U.S. Government Funds Projects Extracting Critical Minerals From Coal

by | 16. Feb 2024 - 09:14 | Politics

$17 million for projects producing rare earth elements and other critical raw materials across the U.S.

To strengthen the domestic supply chains of critical minerals, the U.S. Department of Energy funds three projects that extract valuable raw materials like rare earths from coal-based sources. According to a press statement, the Board of Trustees of the University of Illinois at Urbana-Champaign will explore the feasibility of a fully integrated, vertical supply chain for the production of select critical minerals from coal-based sources located entirely in the state of Illinois. In addition, the two companies, Winner Water Services and Tetra Tech, will build on existing technology to explore the possibility of extracting rare earth elements used in wind turbines and electric vehicles, for example, from by-products of coal production, such as ash and underclay. The projects are funded with a total of $17 million.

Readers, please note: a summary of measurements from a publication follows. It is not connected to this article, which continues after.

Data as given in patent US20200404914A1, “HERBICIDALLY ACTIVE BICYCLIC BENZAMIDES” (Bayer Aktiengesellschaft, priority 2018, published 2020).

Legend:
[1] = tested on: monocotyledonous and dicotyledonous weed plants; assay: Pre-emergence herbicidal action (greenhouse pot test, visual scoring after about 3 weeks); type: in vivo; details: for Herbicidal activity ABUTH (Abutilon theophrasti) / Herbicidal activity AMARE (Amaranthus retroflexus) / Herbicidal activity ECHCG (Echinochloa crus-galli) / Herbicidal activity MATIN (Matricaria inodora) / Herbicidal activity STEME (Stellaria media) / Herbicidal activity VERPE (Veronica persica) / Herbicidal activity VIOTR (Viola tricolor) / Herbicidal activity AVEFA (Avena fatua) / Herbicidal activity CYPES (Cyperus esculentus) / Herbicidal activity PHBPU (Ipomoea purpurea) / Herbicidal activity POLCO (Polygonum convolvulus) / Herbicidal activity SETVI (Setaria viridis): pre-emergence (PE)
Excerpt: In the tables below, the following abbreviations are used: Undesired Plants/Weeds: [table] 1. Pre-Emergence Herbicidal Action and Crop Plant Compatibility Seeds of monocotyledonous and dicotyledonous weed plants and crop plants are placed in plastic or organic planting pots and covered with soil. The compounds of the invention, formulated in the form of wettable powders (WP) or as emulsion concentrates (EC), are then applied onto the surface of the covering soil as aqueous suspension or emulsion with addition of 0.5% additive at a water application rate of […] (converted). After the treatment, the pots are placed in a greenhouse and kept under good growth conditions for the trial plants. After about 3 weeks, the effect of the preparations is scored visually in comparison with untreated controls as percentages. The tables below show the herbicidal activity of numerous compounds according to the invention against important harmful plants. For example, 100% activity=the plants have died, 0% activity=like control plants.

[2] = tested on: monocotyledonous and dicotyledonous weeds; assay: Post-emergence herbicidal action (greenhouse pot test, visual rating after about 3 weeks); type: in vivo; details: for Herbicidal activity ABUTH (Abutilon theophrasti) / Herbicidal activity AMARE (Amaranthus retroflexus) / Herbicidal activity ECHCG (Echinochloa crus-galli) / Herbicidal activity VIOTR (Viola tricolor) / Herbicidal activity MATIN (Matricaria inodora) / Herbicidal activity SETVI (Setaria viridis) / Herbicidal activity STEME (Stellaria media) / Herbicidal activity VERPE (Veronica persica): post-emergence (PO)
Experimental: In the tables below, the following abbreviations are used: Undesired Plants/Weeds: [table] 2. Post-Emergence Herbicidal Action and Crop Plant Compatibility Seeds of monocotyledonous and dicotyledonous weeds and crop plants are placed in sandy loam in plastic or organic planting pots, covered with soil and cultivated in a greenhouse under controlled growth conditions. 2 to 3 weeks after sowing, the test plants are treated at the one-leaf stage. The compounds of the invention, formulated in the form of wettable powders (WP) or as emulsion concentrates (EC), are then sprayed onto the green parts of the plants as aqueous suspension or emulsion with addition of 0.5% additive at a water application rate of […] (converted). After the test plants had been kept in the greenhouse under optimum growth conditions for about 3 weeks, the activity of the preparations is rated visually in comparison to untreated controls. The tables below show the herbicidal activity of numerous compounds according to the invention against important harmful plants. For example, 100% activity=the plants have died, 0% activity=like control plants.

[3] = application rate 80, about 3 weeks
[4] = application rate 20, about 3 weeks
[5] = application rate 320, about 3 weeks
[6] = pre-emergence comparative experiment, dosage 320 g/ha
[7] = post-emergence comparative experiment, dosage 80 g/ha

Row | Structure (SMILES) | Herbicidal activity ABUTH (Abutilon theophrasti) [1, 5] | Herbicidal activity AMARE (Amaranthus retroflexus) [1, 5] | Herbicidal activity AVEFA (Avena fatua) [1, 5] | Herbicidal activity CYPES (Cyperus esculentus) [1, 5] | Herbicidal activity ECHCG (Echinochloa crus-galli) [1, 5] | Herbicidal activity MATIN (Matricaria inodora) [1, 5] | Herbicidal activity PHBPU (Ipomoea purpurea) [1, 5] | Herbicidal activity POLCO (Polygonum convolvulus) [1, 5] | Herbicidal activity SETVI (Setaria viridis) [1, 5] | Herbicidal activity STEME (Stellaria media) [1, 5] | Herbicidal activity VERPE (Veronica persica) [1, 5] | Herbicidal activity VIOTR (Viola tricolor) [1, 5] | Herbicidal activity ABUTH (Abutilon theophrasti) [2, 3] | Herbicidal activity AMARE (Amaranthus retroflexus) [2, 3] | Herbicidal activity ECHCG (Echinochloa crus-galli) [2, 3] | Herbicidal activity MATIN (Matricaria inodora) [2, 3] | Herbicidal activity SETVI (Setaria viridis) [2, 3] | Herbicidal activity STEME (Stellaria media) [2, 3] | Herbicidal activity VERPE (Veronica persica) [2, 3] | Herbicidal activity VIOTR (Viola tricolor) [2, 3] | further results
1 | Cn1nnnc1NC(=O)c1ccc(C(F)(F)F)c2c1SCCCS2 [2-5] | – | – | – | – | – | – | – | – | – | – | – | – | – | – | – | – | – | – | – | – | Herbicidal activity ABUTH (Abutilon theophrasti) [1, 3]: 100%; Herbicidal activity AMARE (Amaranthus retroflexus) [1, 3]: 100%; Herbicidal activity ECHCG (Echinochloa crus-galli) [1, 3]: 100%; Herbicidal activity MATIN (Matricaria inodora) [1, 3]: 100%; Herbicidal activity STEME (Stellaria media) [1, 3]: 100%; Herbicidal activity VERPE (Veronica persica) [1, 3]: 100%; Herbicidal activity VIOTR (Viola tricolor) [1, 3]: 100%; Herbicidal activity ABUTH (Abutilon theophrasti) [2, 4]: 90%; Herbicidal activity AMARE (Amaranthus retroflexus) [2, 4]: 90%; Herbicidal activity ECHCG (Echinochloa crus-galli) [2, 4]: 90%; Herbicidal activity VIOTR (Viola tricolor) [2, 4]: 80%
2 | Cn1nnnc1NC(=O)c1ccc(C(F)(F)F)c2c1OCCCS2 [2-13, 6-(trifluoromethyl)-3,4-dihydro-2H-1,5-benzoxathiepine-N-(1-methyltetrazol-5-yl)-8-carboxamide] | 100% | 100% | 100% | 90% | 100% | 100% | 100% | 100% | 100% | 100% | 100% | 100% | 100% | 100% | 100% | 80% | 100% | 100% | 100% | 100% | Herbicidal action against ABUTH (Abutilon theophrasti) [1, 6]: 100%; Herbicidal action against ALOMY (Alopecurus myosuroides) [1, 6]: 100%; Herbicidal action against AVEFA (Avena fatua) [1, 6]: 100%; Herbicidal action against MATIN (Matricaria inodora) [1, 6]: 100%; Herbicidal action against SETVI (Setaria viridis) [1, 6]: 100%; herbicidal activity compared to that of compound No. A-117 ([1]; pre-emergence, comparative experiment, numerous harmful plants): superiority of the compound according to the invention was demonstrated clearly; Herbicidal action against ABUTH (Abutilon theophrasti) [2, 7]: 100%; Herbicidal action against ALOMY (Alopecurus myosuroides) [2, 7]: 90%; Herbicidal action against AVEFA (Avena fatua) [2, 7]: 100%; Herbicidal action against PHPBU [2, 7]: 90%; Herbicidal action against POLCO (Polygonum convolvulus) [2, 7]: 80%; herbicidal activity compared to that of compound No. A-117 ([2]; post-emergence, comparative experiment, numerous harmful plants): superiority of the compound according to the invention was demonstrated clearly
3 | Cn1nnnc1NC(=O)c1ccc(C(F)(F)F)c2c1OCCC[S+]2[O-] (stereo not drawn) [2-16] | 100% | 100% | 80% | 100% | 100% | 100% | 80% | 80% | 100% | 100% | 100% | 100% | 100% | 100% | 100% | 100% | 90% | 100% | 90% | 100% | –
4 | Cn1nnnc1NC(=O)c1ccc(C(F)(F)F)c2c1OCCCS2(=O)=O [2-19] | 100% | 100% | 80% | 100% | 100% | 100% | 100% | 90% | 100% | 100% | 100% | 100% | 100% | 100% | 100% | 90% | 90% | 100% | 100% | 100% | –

Rare Earths – The Future of Coal-Mining States?

Because the U.S. relies on imports for over 80 percent of its rare earth element demand, looking for domestic sources has moved up the agenda recently. Especially in states with a long coal-mining history, efforts to repurpose old and existing mines have been going on for a while, as the critical minerals could give old and soon-to-close coal mines a second life and bring back jobs to the states that have been lost in the advent of the coal phase-out. For example, a team from West Virginia University led by Dr. Paul Ziemkiewicz has made significant progress in extracting rare earth elements from acidic mine drainage and has received multiple funds to expand the project since. Other projects range from using algae to bacteria to turn mining waste into mining treasure.

Photo: iStock/Maksim Safaniuk

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